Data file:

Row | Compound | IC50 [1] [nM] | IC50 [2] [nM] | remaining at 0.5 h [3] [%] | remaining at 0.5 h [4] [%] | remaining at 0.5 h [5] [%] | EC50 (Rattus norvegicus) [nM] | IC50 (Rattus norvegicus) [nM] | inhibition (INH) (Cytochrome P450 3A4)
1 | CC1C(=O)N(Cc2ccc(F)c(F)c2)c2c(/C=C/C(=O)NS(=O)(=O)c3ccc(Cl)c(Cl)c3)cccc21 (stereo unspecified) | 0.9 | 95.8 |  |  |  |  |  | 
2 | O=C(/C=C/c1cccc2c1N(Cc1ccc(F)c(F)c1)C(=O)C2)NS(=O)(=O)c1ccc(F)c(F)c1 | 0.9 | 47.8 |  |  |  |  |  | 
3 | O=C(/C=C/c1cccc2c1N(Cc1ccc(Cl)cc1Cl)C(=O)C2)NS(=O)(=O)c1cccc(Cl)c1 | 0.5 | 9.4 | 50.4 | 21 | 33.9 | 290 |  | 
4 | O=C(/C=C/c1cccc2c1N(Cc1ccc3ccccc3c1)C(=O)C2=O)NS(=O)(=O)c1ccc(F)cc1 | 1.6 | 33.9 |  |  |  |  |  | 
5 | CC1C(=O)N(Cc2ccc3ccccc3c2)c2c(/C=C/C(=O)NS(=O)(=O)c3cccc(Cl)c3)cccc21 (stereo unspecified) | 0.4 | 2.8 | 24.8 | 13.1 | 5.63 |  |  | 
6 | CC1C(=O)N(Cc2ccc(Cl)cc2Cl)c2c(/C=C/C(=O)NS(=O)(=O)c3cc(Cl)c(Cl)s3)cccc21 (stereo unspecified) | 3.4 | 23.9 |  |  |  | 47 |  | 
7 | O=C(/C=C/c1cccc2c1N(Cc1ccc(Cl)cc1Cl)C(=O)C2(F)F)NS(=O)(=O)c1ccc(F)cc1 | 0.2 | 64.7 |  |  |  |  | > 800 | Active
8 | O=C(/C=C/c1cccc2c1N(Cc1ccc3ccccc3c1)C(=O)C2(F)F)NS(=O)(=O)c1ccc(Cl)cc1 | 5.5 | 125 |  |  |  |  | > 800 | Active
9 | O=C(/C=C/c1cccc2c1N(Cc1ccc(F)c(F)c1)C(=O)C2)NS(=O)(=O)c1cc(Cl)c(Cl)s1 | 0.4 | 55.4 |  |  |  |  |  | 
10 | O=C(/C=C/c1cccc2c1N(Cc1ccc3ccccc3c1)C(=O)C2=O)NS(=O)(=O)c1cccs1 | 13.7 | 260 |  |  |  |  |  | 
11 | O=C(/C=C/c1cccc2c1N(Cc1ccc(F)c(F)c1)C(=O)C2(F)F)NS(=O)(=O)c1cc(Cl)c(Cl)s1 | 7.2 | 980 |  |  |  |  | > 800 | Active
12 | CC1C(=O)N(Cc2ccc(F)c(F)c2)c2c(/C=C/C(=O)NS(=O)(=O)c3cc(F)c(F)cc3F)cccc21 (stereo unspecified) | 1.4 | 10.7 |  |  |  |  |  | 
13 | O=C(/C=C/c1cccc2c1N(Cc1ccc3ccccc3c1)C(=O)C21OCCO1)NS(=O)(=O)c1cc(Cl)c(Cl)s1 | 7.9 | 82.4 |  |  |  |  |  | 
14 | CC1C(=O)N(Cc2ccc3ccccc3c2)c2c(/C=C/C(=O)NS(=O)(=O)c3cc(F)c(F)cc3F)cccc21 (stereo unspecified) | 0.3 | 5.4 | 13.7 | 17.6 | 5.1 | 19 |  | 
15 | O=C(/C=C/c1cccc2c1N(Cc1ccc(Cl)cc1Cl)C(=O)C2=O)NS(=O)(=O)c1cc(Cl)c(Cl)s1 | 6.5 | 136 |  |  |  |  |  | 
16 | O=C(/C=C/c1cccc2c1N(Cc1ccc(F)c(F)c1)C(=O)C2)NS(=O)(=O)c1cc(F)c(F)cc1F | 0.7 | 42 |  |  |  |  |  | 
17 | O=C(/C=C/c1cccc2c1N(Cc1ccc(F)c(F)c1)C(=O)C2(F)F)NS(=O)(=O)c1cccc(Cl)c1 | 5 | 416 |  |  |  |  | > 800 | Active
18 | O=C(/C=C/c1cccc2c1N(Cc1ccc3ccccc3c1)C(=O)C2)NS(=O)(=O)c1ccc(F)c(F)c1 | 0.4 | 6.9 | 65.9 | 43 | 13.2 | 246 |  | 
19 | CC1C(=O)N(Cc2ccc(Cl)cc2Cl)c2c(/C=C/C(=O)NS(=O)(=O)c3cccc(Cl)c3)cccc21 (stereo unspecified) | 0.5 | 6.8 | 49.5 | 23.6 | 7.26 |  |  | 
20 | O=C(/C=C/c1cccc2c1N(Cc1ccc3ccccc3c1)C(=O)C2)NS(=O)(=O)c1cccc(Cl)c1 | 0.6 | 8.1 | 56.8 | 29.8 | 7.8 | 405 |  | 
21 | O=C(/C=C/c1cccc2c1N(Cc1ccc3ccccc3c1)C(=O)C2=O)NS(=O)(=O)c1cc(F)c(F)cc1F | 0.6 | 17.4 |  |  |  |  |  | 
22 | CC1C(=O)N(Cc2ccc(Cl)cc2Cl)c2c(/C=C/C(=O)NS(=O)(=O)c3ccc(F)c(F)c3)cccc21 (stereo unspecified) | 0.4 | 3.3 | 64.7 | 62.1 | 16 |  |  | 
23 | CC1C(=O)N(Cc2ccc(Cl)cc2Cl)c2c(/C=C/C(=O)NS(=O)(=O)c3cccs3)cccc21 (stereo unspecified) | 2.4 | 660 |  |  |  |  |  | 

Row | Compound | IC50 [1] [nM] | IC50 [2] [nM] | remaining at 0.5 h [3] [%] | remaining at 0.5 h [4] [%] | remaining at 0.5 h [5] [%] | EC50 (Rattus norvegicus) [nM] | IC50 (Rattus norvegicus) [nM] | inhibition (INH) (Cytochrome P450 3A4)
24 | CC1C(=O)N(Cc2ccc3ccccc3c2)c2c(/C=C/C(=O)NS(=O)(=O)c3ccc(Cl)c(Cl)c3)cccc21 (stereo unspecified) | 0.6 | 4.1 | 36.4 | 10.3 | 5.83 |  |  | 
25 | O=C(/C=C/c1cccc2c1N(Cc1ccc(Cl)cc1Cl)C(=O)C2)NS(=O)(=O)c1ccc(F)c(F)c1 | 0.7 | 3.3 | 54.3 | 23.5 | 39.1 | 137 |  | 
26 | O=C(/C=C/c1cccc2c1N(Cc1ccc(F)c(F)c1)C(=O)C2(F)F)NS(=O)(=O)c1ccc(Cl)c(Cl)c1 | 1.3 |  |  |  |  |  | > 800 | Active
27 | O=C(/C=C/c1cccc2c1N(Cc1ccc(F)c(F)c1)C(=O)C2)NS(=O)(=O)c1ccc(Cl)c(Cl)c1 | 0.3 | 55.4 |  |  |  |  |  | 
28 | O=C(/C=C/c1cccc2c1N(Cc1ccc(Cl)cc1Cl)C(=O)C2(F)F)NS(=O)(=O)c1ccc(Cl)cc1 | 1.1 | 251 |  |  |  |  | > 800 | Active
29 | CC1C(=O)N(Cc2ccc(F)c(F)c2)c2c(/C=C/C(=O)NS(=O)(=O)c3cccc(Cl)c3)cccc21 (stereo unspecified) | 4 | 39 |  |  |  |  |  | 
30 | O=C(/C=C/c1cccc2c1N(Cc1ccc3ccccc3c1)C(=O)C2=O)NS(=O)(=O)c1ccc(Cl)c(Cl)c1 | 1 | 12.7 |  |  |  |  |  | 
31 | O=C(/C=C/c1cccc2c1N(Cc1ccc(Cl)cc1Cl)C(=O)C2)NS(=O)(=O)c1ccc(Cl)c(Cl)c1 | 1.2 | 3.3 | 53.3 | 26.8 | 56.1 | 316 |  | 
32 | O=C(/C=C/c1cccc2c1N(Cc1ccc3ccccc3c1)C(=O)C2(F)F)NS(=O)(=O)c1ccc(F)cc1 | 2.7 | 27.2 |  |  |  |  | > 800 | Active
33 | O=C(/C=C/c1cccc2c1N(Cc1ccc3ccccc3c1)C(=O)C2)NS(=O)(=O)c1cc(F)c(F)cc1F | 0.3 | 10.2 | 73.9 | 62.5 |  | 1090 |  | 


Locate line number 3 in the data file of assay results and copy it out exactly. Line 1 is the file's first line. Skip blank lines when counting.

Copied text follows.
2 | O=C(/C=C/c1cccc2c1N(Cc1ccc(F)c(F)c1)C(=O)C2)NS(=O)(=O)c1ccc(F)c(F)c1 | 0.9 | 47.8 |  |  |  |  |  | 